Interest Rates Will Retreat From Recent Surge

Interest rates on U.S. Treasuries and mortgage rates will retreat from recent gains for a number of reasons. The run-up in interest rates the past three months was on the expectation that the Federal Open Market Committee (FOMC) would curtail their purchases of bonds and mortgage backed securities (MBS).

The increase in long term Treasury yields and mortgage rates was overdone and wasn't warranted. The most recent FOMC statement released for their July meeting showed no change in plans for purchasing $45 billion a month in longer term U.S. Treasuries and $40 billion a month in MBS. The recent weaker economic data and consumer confidence number will also keep a lid on any increase in interest rates.

Short Term CD Rates, Savings Rates, and Money Market Rates Remain Low

Since early May, yields moved up over 100 basis points on most long term Treasuries. Mortgage rates also moved up over 100 basis points on fixed conforming loans. Unfortunately, short term CD rates, savings rates, and money market rates haven't moved much higher from record lows. The best CD rates on 1 year certificates of deposit on are at 1.04 percent. The best savings rates are at 1.00 percent and the best money market rates are at 0.90 percent.

Interest Rates Will Retreat From Recent SurgeFriday's payroll report for the month of July was disappointing and sent equity markets lower. 10 year bond yields are following equities lower and are down 12 basis points this morning to 2.60 percent, down from the 52 week high of 2.74 percent. A recent report on consumer confidence was released a few days ago and show confidence is at the lowest point since April.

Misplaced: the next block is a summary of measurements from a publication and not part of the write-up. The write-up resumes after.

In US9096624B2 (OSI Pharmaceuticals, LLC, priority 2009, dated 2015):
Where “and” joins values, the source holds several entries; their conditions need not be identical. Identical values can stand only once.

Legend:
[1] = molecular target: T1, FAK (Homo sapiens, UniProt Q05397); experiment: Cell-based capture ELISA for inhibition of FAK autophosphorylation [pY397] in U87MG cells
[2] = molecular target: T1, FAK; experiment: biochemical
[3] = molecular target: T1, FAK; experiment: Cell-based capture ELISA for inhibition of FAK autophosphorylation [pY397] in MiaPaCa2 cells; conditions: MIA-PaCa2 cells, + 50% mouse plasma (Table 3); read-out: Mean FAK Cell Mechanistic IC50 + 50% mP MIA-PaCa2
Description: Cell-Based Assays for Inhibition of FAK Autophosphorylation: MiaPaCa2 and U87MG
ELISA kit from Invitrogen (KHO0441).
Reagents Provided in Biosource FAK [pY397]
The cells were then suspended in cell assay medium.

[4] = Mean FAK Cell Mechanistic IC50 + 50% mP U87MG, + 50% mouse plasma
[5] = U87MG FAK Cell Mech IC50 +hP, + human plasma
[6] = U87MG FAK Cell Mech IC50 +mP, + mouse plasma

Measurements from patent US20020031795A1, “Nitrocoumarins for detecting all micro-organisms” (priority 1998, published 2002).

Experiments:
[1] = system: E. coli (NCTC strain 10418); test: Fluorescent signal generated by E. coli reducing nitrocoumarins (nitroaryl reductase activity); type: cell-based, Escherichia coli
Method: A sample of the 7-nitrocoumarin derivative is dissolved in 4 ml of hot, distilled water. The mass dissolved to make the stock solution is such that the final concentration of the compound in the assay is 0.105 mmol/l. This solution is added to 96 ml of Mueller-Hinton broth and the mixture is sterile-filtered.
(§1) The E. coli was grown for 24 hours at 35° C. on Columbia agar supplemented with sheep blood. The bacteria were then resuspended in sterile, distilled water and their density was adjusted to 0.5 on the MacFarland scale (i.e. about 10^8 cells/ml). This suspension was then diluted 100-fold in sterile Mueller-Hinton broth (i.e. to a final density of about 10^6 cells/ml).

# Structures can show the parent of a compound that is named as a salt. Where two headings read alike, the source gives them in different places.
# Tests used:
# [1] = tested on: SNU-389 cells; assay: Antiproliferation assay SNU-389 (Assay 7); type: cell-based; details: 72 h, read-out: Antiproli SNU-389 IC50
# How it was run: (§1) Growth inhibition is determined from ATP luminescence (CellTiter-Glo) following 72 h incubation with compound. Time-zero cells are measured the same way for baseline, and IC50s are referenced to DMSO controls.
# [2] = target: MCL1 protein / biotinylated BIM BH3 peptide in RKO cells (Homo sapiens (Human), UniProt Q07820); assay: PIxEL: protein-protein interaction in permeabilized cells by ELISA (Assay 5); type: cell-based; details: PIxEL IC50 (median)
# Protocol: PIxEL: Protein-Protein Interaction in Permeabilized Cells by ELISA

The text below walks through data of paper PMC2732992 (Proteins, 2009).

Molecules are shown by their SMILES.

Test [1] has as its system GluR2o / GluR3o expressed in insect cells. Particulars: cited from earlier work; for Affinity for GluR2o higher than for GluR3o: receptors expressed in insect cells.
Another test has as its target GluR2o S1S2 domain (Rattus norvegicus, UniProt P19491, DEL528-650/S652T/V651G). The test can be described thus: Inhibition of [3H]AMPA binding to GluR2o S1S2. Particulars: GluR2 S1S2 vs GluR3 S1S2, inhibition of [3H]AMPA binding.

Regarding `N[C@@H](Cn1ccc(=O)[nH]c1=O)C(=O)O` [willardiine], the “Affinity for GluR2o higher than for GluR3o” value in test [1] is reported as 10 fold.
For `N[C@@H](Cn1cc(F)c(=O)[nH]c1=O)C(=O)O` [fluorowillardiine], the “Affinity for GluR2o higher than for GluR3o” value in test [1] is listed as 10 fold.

Lower Economic Confidence Index Will Drive Mortgage Rates Lower

Gallup's Economic Confidence Index for the week ending July 28, registered at -13, the lowest point since April and is 10 points lower than it was in early June. Weak employment news and weak consumer confidence will continue to drive bond yields lower which will in turn drive mortgage rates lower.

The economic calendar of data expected to be released this week is heavy but the only numbers that could force rates lower are initial jobless claims and continuing jobless claims. If either of those numbers come in weaker than expected, 10 year bond yields will move under 2.50 percent.

Small Bump Higher in Long Term CD Rates

Long term average CD rates haven't moved at all the past several months. Current average 5 year bank CD rates in the FDIC's national rate survey this week are at 0.74 percent. Back in May, 5 year CD rates at banks were averaging 0.75 percent. While average rates are down slightly the past three months, there are some banks increasing rates.

In late July we had a bank in our database increase 5 year CD rates above 2 percent. Now we have two banks offering 5 year rates above 2.00 percent. iGOBanking increased their 5 year rates to 2.03 percent with an APY of 2.05 percent in late July.  EverBank recently increased their 5 year rates to 2.04 percent with an APY of 2.06 percent.
Author: Brian McKay
August 6th, 2013